Bibles reaching captive audience
The word of God was originally delivered from on high and a Christchurch woman is attempting to take it back there.
Redcliffs architect Ria Wayne is trying to put Bibles into every Department of Conservation hut in New Zealand.
Since she began her mission eight years ago, forming charitable trust Seek Freedom, she and trust volunteers have put Bibles into 375 of DOC's 950 huts.
The idea first came to her after meeting four Australians at French Ridge Hut below Mt Aspiring who had been trapped by the weather for four days.
"I realised then this was a captive audience," she told the Salvation Army's magazine, War Cry.
"If there had happened to be a Bible there, people might look through it out of desperation or whatever reason.
"It really is the most powerful place to get life into perspective."
But not all the reaction to the Bibles has been positive with some destroyed by trampers.
"People have emailed to express their disapproval and have told me that they will work to remove as many Bibles as they possibly can," she told the magazine.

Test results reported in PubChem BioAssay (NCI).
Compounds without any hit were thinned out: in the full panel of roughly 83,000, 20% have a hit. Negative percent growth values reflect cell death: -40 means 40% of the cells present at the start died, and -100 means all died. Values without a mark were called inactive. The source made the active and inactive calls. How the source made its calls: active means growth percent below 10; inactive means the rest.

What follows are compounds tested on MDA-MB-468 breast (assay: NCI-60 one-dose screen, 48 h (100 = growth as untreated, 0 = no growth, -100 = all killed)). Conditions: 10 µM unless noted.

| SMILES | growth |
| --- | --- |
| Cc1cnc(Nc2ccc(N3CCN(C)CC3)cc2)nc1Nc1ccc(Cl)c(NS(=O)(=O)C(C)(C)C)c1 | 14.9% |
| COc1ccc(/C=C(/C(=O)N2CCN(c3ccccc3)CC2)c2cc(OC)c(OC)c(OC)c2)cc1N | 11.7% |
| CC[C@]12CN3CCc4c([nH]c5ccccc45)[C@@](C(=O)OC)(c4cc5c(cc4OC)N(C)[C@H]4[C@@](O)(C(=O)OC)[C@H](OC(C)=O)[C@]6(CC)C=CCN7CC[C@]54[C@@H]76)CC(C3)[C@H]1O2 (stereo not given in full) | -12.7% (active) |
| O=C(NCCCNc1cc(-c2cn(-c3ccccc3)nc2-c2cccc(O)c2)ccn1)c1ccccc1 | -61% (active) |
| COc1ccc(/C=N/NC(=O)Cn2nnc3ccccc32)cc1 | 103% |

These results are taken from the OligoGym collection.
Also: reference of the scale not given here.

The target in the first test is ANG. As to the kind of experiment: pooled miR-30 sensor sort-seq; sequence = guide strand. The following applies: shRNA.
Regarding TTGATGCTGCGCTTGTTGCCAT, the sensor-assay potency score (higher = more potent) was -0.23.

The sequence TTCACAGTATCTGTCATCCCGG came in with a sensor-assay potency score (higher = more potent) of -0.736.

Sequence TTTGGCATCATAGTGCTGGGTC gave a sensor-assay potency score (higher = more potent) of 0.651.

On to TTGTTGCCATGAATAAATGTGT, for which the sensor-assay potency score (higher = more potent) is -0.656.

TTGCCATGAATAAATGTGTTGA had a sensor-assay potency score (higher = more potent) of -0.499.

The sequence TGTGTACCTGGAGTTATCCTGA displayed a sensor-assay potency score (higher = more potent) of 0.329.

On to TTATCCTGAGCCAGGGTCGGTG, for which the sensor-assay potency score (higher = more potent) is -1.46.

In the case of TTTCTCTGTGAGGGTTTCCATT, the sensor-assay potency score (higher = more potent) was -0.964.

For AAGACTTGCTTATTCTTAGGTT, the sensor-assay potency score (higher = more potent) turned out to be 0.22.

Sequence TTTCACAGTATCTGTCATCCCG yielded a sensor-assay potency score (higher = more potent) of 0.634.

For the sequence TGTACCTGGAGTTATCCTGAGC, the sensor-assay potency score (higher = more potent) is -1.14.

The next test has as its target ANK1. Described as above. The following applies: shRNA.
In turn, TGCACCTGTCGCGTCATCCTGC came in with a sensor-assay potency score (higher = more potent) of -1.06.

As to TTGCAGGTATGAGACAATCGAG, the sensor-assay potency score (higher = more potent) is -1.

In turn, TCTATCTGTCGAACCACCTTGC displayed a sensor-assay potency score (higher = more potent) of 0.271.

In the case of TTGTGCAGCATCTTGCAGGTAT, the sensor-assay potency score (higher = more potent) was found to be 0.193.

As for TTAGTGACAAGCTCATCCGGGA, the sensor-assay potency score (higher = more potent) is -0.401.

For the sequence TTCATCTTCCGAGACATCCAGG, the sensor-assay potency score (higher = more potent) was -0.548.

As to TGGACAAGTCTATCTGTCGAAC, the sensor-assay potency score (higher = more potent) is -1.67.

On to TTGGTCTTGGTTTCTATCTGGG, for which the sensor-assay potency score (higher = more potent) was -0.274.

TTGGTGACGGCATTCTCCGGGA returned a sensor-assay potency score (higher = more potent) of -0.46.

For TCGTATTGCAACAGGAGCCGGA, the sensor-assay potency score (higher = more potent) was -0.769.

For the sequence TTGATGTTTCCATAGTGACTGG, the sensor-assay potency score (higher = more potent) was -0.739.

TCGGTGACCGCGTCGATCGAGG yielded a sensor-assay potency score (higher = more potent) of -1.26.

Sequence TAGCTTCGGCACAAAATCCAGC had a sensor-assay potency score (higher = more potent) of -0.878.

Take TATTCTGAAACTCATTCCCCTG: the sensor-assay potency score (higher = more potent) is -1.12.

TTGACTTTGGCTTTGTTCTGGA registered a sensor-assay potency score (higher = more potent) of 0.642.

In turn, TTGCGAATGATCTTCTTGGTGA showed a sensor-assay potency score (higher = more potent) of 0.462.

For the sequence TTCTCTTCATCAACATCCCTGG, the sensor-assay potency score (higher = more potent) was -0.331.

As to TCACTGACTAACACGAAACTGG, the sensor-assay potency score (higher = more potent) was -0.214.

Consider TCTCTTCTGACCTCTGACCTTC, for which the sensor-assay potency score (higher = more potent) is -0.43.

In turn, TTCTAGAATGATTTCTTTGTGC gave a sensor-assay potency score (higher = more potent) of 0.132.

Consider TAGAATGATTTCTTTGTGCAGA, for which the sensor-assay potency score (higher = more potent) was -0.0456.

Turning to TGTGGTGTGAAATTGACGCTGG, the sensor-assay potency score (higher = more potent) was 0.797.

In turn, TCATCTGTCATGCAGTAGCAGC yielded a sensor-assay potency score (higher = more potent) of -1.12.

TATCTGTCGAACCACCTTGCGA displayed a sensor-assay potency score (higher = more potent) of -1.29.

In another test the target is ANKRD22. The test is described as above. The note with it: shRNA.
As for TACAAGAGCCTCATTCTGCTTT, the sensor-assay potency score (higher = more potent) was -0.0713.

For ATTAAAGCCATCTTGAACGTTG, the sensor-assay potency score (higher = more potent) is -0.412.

DOC recreation senior technical officer Brian Dobbie said permission had been sought and granted to put Bibles in huts.
"It was a minor policy issue," he said. "We're quite happy to have Bibles put in huts."
Dobbie said the only other literature distributed to huts was a collection of New Zealand short stories.
"You'd be grateful for both especially if you got stuck with nothing to read for two days while you waited for the weather to clear."
Dobbie said he had had no feedback on the Bibles.
Grant Piper, a former Canterbury/Westland Alpine Club president, said it was good to have any sort of reading material in the huts.
"I don't think anyone really cares either way, so good on them," he said.
And they could definitely come in handy.
"Given the option of a ropey old Reader's Digest I would rather use a page from a Bible to start a fire."
The Dominion Post